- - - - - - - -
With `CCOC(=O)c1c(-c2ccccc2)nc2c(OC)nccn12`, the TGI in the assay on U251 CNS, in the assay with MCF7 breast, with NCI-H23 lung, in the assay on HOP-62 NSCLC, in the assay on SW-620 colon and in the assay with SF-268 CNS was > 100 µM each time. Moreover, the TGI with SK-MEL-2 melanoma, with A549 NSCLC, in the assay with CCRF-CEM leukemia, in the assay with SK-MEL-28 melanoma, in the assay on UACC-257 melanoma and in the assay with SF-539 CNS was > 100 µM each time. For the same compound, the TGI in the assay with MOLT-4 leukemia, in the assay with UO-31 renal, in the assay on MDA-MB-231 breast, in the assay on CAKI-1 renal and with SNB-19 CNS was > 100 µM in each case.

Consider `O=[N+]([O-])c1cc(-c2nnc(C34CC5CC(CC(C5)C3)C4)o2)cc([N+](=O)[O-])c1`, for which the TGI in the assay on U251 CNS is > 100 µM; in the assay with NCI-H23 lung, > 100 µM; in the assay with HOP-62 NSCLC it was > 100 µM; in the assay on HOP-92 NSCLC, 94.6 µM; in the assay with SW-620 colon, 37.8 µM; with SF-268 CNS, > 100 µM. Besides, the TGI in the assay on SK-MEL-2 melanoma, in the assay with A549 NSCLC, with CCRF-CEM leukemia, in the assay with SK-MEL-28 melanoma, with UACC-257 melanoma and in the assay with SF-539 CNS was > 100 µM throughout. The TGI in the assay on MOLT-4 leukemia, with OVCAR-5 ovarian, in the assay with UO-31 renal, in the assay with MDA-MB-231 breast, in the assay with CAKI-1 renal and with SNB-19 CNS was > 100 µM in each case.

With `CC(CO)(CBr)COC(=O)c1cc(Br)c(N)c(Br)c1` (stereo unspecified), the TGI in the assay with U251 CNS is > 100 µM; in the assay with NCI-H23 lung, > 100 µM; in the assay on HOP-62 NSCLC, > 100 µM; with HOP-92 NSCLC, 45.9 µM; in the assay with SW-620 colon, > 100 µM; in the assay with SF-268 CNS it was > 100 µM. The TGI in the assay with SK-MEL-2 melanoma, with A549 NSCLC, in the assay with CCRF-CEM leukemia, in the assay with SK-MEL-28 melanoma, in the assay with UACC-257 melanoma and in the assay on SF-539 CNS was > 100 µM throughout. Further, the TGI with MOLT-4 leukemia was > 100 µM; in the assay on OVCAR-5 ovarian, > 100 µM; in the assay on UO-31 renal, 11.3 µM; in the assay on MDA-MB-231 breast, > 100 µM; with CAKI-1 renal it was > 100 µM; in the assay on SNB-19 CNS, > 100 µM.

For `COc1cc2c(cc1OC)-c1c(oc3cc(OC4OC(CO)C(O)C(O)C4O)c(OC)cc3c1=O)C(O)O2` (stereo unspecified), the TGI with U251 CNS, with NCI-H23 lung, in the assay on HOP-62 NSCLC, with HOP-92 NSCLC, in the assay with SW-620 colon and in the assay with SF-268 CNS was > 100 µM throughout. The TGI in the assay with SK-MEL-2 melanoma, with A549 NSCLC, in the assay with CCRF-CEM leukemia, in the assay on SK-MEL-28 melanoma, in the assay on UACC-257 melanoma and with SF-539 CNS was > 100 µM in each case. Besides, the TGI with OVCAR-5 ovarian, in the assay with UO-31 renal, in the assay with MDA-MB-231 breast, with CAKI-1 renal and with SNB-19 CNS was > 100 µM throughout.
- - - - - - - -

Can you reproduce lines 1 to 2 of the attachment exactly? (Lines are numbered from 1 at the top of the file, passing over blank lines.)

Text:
With `CCOC(=O)c1c(-c2ccccc2)nc2c(OC)nccn12`, the TGI in the assay on U251 CNS, in the assay with MCF7 breast, with NCI-H23 lung, in the assay on HOP-62 NSCLC, in the assay on SW-620 colon and in the assay with SF-268 CNS was > 100 µM each time. Moreover, the TGI with SK-MEL-2 melanoma, with A549 NSCLC, in the assay with CCRF-CEM leukemia, in the assay with SK-MEL-28 melanoma, in the assay on UACC-257 melanoma and in the assay with SF-539 CNS was > 100 µM each time. For the same compound, the TGI in the assay with MOLT-4 leukemia, in the assay with UO-31 renal, in the assay on MDA-MB-231 breast, in the assay on CAKI-1 renal and with SNB-19 CNS was > 100 µM in each case.

Consider `O=[N+]([O-])c1cc(-c2nnc(C34CC5CC(CC(C5)C3)C4)o2)cc([N+](=O)[O-])c1`, for which the TGI in the assay on U251 CNS is > 100 µM; in the assay with NCI-H23 lung, > 100 µM; in the assay with HOP-62 NSCLC it was > 100 µM; in the assay on HOP-92 NSCLC, 94.6 µM; in the assay with SW-620 colon, 37.8 µM; with SF-268 CNS, > 100 µM. Besides, the TGI in the assay on SK-MEL-2 melanoma, in the assay with A549 NSCLC, with CCRF-CEM leukemia, in the assay with SK-MEL-28 melanoma, with UACC-257 melanoma and in the assay with SF-539 CNS was > 100 µM throughout. The TGI in the assay on MOLT-4 leukemia, with OVCAR-5 ovarian, in the assay with UO-31 renal, in the assay with MDA-MB-231 breast, in the assay with CAKI-1 renal and with SNB-19 CNS was > 100 µM in each case.